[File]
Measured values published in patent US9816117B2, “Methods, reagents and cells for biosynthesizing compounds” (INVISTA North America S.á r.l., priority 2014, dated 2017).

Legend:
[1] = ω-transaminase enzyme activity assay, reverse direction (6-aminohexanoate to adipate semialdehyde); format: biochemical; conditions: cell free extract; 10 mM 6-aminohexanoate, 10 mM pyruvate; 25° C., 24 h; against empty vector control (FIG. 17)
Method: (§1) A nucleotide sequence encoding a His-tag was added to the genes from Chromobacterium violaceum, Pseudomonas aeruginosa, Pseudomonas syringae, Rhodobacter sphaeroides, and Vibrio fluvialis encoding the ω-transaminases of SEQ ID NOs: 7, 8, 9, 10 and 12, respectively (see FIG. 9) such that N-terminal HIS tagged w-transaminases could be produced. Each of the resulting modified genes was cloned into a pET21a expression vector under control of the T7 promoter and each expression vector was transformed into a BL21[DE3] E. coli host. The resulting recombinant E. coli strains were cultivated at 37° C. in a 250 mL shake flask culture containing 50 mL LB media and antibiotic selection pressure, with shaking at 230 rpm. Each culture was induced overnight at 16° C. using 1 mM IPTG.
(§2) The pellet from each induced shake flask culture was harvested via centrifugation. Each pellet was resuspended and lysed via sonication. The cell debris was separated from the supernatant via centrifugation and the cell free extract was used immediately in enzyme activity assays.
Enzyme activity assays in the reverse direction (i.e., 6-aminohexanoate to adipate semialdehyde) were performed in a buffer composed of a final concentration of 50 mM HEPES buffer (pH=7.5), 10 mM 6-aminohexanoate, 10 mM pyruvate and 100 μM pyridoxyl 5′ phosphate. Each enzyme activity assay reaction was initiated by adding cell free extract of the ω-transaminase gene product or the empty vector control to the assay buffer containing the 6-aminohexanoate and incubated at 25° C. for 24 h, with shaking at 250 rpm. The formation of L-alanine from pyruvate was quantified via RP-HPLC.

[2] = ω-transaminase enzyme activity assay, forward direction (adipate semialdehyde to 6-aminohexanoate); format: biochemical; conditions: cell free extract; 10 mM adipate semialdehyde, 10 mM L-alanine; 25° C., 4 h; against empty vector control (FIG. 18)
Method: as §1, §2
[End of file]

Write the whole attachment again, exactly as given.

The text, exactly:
Measured values published in patent US9816117B2, “Methods, reagents and cells for biosynthesizing compounds” (INVISTA North America S.á r.l., priority 2014, dated 2017).

Legend:
[1] = ω-transaminase enzyme activity assay, reverse direction (6-aminohexanoate to adipate semialdehyde); format: biochemical; conditions: cell free extract; 10 mM 6-aminohexanoate, 10 mM pyruvate; 25° C., 24 h; against empty vector control (FIG. 17)
Method: (§1) A nucleotide sequence encoding a His-tag was added to the genes from Chromobacterium violaceum, Pseudomonas aeruginosa, Pseudomonas syringae, Rhodobacter sphaeroides, and Vibrio fluvialis encoding the ω-transaminases of SEQ ID NOs: 7, 8, 9, 10 and 12, respectively (see FIG. 9) such that N-terminal HIS tagged w-transaminases could be produced. Each of the resulting modified genes was cloned into a pET21a expression vector under control of the T7 promoter and each expression vector was transformed into a BL21[DE3] E. coli host. The resulting recombinant E. coli strains were cultivated at 37° C. in a 250 mL shake flask culture containing 50 mL LB media and antibiotic selection pressure, with shaking at 230 rpm. Each culture was induced overnight at 16° C. using 1 mM IPTG.
(§2) The pellet from each induced shake flask culture was harvested via centrifugation. Each pellet was resuspended and lysed via sonication. The cell debris was separated from the supernatant via centrifugation and the cell free extract was used immediately in enzyme activity assays.
Enzyme activity assays in the reverse direction (i.e., 6-aminohexanoate to adipate semialdehyde) were performed in a buffer composed of a final concentration of 50 mM HEPES buffer (pH=7.5), 10 mM 6-aminohexanoate, 10 mM pyruvate and 100 μM pyridoxyl 5′ phosphate. Each enzyme activity assay reaction was initiated by adding cell free extract of the ω-transaminase gene product or the empty vector control to the assay buffer containing the 6-aminohexanoate and incubated at 25° C. for 24 h, with shaking at 250 rpm. The formation of L-alanine from pyruvate was quantified via RP-HPLC.

[2] = ω-transaminase enzyme activity assay, forward direction (adipate semialdehyde to 6-aminohexanoate); format: biochemical; conditions: cell free extract; 10 mM adipate semialdehyde, 10 mM L-alanine; 25° C., 4 h; against empty vector control (FIG. 18)
Method: as §1, §2